Citizens '96: An Issues Forum: The conventional wisdom about contemporary national politicians says they live in an elitist bubble sealed off from the influence of the voters, but with elected officials falling all over themselves to conform to the latest opinion polls, there's ample evidence to suggest our leaders have traded strong, principled stands for pandering. Continuing this fine tradition of mob rules, KERA-Channel 13 and The Dallas Morning News offer "Citizens '96: An Issues Forum," a program which gathers together 14 Capra-esque little people from around the state to discuss a variety of hot-button topics including crime, government spending, and Medicare. The recently published Dallas Morning News-Houston Chronicle statewide poll provides background and context for the show's format. The program airs at 8 p.m. on 13. For information, call 871-1390.
Romantic Rendezvous at Teatro Dallas: Theater fund-raisers usually tend to be evenings of cheap champagne by the case, crackers and aerosol cheese, and silent auctions of donated goods you wouldn't offer at a garage sale. To raise money for Teatro Dallas' upcoming 11th season, Artistic Director Cora Cardona has asked a few friends to lend their talents for a truly memorable evening. First, Teatro playwright Valerie Brogan penned an original script, about one woman's search for love, entitled Romantic Rendezvous at Teatro Dallas. Brogan provided some plum cameos for some of the top Hispanic leaders in town, including Councilmen Chris Luna, Luis de la Garza, and Steve Salazar; Rep. Roberto Alonzo; and Executive Assistant Police Chief Manny Vasquez, among others. The show kicks off at 7 p.m. at 2204 Commerce. Tickets are $25-$40. For more information, call 741-1135.
Winefest '96: Speaking of fund-raisers and cheap booze, there's another really great cause in town that's offering another really great way to contribute and get a nice buzz at the same time. If your favorite wine label comes with a screw-on bottle cap, perhaps it's time for a little horizon expansion. For the seventh year in a row, the March of Dimes Birth Defects Foundation presents its WineFest '96. More than 100 wines from the greatest vineyards in the country are available for epicurean inspection. Also on the program is food from the top restaurants in town and--you guessed it--a silent auction of donated items like weekend getaways, certificates for gourmet meals, and wine-related items. The evening kicks off at 6 p.m. at Union Station, Hyatt Regency Dallas, 400 S. Houston. For information, call 669-DIME.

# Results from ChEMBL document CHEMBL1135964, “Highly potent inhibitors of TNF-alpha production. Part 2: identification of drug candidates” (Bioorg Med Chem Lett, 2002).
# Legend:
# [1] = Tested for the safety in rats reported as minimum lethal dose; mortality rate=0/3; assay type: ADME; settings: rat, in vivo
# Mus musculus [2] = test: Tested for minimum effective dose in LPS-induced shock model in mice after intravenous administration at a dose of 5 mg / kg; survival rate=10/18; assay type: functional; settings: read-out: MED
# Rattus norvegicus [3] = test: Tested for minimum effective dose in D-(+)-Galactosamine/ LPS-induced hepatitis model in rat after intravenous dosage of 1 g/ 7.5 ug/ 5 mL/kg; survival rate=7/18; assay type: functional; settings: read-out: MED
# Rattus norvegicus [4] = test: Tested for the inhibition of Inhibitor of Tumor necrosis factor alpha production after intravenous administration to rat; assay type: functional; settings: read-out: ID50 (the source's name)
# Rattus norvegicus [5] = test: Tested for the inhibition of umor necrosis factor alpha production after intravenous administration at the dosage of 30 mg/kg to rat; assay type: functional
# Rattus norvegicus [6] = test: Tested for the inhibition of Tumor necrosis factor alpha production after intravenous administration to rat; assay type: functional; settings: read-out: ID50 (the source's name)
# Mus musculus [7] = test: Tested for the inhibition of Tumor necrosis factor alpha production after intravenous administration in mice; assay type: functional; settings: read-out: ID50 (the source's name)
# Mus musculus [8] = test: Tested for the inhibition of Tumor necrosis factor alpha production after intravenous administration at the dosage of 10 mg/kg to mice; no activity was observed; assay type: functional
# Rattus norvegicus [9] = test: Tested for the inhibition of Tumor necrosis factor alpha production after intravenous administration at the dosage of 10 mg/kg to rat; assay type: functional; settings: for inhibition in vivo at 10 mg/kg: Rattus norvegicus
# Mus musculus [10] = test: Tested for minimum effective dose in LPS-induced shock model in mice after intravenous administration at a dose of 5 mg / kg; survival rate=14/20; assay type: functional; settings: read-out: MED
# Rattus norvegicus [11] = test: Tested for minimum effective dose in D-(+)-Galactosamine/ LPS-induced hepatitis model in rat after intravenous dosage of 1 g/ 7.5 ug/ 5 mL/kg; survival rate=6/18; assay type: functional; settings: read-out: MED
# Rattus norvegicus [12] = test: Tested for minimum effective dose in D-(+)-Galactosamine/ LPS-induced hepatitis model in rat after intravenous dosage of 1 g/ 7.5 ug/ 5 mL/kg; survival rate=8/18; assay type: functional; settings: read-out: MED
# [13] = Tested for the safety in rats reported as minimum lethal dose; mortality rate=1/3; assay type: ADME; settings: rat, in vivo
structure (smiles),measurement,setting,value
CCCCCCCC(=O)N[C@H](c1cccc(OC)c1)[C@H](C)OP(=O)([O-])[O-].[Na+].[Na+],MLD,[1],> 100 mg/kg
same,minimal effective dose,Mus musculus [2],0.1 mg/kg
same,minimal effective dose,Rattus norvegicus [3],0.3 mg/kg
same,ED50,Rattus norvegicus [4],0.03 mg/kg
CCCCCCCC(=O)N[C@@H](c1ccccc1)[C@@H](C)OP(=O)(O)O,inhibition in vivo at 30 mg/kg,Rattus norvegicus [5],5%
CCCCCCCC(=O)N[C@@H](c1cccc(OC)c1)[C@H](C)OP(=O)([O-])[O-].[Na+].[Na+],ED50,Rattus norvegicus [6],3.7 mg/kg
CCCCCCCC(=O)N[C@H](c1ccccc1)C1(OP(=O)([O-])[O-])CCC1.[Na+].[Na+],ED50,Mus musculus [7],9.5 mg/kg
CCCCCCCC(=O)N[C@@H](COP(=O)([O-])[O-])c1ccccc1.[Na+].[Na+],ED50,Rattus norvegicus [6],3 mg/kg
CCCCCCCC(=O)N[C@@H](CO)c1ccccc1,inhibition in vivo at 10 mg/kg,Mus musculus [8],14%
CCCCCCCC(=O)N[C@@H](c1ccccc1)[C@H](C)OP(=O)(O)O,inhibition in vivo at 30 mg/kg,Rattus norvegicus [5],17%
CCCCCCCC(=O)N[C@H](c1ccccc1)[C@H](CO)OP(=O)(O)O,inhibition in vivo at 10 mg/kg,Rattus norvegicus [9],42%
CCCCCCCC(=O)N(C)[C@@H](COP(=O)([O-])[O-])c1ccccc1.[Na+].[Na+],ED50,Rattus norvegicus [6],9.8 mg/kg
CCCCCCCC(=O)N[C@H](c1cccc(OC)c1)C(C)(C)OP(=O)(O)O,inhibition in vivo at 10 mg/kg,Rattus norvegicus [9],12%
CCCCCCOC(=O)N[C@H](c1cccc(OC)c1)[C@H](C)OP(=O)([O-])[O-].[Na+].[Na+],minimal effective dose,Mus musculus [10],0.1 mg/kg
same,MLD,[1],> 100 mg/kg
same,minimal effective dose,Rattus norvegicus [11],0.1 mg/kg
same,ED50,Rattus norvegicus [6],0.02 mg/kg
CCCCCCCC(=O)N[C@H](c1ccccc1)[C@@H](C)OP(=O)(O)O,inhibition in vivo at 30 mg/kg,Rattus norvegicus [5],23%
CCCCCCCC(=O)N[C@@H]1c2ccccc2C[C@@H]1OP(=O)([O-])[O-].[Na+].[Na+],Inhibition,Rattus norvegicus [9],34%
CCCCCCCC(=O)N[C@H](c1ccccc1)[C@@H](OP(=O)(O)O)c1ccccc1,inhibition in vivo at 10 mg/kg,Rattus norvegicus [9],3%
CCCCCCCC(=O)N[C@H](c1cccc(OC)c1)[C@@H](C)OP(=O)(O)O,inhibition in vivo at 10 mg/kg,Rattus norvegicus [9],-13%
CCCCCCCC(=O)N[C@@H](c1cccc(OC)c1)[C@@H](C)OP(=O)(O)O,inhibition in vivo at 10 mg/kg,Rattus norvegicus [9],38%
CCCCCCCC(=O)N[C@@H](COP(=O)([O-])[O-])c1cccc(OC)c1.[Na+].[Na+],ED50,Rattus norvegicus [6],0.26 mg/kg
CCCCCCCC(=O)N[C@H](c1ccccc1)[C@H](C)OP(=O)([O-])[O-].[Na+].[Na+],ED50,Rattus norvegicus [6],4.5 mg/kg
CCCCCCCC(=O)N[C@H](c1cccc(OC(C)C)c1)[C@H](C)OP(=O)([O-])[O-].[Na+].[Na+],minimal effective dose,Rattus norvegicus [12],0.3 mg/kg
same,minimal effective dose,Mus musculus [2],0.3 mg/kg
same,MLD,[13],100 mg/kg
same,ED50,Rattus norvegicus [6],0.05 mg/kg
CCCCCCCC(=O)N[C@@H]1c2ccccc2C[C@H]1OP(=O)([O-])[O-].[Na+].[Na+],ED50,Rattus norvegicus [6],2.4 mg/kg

36th Annual Autorama: Dallas leaders generate much Sturm und Drang about our fair city being "international," and then try and prove it with the proposed development of one of the largest auto-racing venues in the world. It's not exactly the same as boasting the Metropolitan Opera, but is in keeping with the earthiness that's a virtue of which Dallasites, and Texans in general, can be proud. There is no shortage of interest in cool, fast cars around North Texas, which might explain why the Autorama notches its 36th consecutive year as a major source of auto satisfaction. In addition to the typical classic models, futuristic cars, Harley Davidsons, and weirdly out-of-place celebs--this year boasts Party of Five star and Emmy winner Michael Goorjian as well as local singing sensation Lee Ann Rimes--the 1996 Autorama includes "Race World," an interactive exhibit that exhausts the subject of auto racing and features No. 1-ranked speeder Rob Fellows. The Autorama is February 16, 5-10:30 p.m.; February 17, 11 a.m.-10:30 p.m.; and February 18, 11 a.m.-9 p.m. at Market Hall. Tickets are $3-$8; children younger than 6 will be admitted free. Call 732-6100.
New Arts Collective: The five members of New Arts Collective are all professional theatrical artists with extensive national credits to their names, but this multimedia troupe, which emphasizes dance and other forms of movement, has a few things to say about Dallas, too. Composer Kevin Hanlon created a bluesy solo entitled Rant, about the perils of driving on our constantly under-construction expressways, and collaborated with the other four members on Kine, a "satirical" look at the cult of country and western line dancing. Other pieces on tap for the troupe's two Fort Worth performances are Calling Dogs, which is whistled by dancers, and Beauty Passed On, which looks at the crushing pressure on women to conform to impossible standards of beauty. Performances are February 16 and 17 at 8 p.m. at Circle Theatre, 203 W. Fourth in downtown Fort Worth. Tickets are $5-$8. Call (817) 303-0543.